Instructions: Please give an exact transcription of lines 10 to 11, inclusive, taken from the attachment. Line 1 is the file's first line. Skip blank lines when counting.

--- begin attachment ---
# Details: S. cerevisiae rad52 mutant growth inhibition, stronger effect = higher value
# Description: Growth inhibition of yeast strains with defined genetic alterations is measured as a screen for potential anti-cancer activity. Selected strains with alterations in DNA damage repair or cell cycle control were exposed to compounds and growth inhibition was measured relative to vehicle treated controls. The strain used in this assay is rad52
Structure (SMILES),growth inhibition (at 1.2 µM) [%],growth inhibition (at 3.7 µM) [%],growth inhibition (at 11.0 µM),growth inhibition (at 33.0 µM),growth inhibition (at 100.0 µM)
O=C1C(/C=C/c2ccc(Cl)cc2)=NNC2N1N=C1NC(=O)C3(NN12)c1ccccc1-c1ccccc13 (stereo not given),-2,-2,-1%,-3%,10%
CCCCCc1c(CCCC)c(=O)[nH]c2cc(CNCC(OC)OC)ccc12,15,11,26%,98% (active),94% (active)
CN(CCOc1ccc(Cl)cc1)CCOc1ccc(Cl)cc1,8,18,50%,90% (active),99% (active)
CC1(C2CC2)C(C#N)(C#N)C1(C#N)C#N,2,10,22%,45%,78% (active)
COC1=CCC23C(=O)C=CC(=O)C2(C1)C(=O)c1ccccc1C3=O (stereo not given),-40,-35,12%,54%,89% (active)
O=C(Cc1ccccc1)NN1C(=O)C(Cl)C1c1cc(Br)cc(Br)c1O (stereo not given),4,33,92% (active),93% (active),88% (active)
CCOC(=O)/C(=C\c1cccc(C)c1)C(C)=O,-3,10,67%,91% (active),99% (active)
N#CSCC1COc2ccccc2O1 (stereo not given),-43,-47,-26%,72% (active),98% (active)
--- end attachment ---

CCOC(=O)/C(=C\c1cccc(C)c1)C(C)=O,-3,10,67%,91% (active),99% (active)
N#CSCC1COc2ccccc2O1 (stereo not given),-43,-47,-26%,72% (active),98% (active)